Ven. Dr. Bodagama Chandima Thero

International Advisor to H.E. The President of the Democratic Socialist Republic of Sri Lanka on Religious & Cultural Affairs

Ven. Dr. Bodagama Chandima Thero was born in Matara District of southern Sri Lanka on 3rd February 1957. Sri Lanka, or 'Ceylon', as she was called during the colonial era, lies in the Indian Ocean, south of India. She is a beautiful island, flourishing with thousands-year-old of Buddhist culture.

According to a Sri Lankan chronicle, the Mahavamsa, it was to the people of Sri Lanka that the Buddha gave the auspicious responsibility of protecting Dharma before his final nirvana. Since young, Ven. Dr. Bodagama Chandima has been nourished in Dharma.When he was eleven, his aunt invited three monks to take the rainy season retreat at her house, for there was no proper place nears the village for the monks to hold the retreat.

Young Chandima was attracted to the Dharma the monks disclosed and the bright yellow color of robes the monks wore at the first sight. He went to his aunt's place every day after school to hear the Dharma sermon from the monks.'Mama,' he begged his mother, 'I want to wear that robe.'

At the first, his mother refused. But after awhile, she relented. So three months later, young Chandima followed the three monks to their temple and as he had wished, wore the robe.

But soon, young Chandima found out that wearing the monastic robe was no fun at all! He must get up at four in the morning for the morning prayer. Everyday, there was sutra-studying and there was so much to be learnt! He ran away three times. But each time, his teacher went after him and persuaded him to return.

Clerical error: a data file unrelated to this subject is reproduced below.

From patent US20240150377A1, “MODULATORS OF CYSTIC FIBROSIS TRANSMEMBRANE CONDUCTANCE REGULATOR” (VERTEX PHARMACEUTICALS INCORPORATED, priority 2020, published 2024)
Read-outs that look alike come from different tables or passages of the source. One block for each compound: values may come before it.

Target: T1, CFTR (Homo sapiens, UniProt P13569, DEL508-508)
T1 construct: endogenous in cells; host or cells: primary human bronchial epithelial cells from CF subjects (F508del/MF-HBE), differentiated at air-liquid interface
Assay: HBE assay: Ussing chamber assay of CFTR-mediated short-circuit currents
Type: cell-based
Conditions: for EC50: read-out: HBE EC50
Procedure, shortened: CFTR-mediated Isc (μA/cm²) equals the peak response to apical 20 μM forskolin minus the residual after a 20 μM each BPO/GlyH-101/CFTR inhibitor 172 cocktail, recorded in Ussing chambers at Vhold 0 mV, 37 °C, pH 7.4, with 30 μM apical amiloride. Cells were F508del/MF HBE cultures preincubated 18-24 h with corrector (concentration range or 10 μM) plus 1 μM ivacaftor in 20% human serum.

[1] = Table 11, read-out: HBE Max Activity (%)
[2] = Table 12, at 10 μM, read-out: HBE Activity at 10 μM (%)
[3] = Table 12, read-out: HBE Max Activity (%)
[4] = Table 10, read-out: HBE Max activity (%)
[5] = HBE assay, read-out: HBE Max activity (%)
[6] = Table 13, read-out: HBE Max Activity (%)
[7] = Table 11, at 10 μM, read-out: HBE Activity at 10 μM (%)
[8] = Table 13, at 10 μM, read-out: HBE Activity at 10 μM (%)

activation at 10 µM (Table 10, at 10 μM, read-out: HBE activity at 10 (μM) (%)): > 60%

Despite all the hardship of monastic life, young Chandima remained in the robe.

In 1970, at the age of 13, young Chandima formally received Buddhist monastic ordination. After the ordination, he was sent to study at Maha Mantinda Pirivena. A pirivena is a Buddhist monastic school where young monks (and after 1980s young nuns) are trained. The subjects of study at a pirivena include Pali, Sanskrit, Tiripitaka, social studies, Sinhala, mathematics, etc. Studying at a pirivena is no easy task and one needs great determination to finish the strict and demanding courses. After seven years of study, Ven. Chandima graduated from the pirivena with a Distinction and he stayed on at the pirivena as a teacher.

In 1980, after more than ten years of 'wearing the robe', Chandima received the higher ordination and became a Bhikkhu, a full member of the Sangha (Buddhist monastic order).

In 1982 Ven. Bodagama Chandima was admitted into the renowned Buddhasravaka-Dharmapithaya University in the northern Sri Lanka. There he studied courses such as English, Pali, Sanskrit, Hindi, Sinhala, Tiripitaka, Abhidharma, meditation, Buddhist history and culture, etc. After three years of study he was granted a B.A. degree and in 1986 a M.A. degree. At the same time he also studied at Peradeniya University as an external student and was eventually granted a M.A. degree in Buddhist philosophy.Although as soon as he obtained his M.A. degree, he was invited to be the principal of a pirivena, he felt that he had yet seen the world.

So between 1986 and 1988 he traveled to Thailand for trainings in meditation. And later he went to Malaysia to study under the revered Ven. Dr. K. Sri Dhammananda Nayaka Maha Thera and at the same time helped to translate Pali texts. During his stay in Malaysia, library was where he spent most of his time.In 1990 under the encouragement of Chinese Buddhists in Malaysia, Ven. Bodagama Chandima came to Taiwan to study Chinese.